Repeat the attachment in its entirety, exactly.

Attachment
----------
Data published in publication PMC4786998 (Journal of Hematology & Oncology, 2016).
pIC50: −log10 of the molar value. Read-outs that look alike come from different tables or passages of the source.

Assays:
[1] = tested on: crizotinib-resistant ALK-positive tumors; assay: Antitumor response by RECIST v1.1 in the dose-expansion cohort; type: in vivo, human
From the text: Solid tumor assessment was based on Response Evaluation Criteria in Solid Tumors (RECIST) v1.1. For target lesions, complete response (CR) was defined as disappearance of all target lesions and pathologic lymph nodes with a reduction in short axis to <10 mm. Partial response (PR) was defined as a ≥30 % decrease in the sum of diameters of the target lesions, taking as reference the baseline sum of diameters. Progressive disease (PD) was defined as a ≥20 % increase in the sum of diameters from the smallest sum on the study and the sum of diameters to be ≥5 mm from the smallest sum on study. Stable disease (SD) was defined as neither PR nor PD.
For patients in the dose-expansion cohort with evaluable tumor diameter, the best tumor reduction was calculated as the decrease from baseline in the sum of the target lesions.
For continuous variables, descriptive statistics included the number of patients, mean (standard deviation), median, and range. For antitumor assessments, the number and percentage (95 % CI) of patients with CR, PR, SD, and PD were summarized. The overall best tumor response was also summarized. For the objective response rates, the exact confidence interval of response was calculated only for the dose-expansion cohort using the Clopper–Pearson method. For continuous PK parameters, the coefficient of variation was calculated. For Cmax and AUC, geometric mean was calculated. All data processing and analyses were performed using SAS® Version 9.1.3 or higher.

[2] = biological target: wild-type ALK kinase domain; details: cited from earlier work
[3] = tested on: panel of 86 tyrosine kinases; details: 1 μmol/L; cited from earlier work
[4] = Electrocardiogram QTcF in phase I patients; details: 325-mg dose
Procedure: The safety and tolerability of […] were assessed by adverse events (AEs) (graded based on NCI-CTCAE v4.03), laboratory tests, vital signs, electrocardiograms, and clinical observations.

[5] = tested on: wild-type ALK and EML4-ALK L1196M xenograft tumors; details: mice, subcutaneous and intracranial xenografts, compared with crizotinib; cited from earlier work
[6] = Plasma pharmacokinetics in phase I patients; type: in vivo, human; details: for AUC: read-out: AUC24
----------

Data published in publication PMC4786998 (Journal of Hematology & Oncology, 2016).
pIC50: −log10 of the molar value. Read-outs that look alike come from different tables or passages of the source.

Assays:
[1] = tested on: crizotinib-resistant ALK-positive tumors; assay: Antitumor response by RECIST v1.1 in the dose-expansion cohort; type: in vivo, human
From the text: Solid tumor assessment was based on Response Evaluation Criteria in Solid Tumors (RECIST) v1.1. For target lesions, complete response (CR) was defined as disappearance of all target lesions and pathologic lymph nodes with a reduction in short axis to <10 mm. Partial response (PR) was defined as a ≥30 % decrease in the sum of diameters of the target lesions, taking as reference the baseline sum of diameters. Progressive disease (PD) was defined as a ≥20 % increase in the sum of diameters from the smallest sum on the study and the sum of diameters to be ≥5 mm from the smallest sum on study. Stable disease (SD) was defined as neither PR nor PD.
For patients in the dose-expansion cohort with evaluable tumor diameter, the best tumor reduction was calculated as the decrease from baseline in the sum of the target lesions.
For continuous variables, descriptive statistics included the number of patients, mean (standard deviation), median, and range. For antitumor assessments, the number and percentage (95 % CI) of patients with CR, PR, SD, and PD were summarized. The overall best tumor response was also summarized. For the objective response rates, the exact confidence interval of response was calculated only for the dose-expansion cohort using the Clopper–Pearson method. For continuous PK parameters, the coefficient of variation was calculated. For Cmax and AUC, geometric mean was calculated. All data processing and analyses were performed using SAS® Version 9.1.3 or higher.

[2] = biological target: wild-type ALK kinase domain; details: cited from earlier work
[3] = tested on: panel of 86 tyrosine kinases; details: 1 μmol/L; cited from earlier work
[4] = Electrocardiogram QTcF in phase I patients; details: 325-mg dose
Procedure: The safety and tolerability of […] were assessed by adverse events (AEs) (graded based on NCI-CTCAE v4.03), laboratory tests, vital signs, electrocardiograms, and clinical observations.

[5] = tested on: wild-type ALK and EML4-ALK L1196M xenograft tumors; details: mice, subcutaneous and intracranial xenografts, compared with crizotinib; cited from earlier work
[6] = Plasma pharmacokinetics in phase I patients; type: in vivo, human; details: for AUC: read-out: AUC24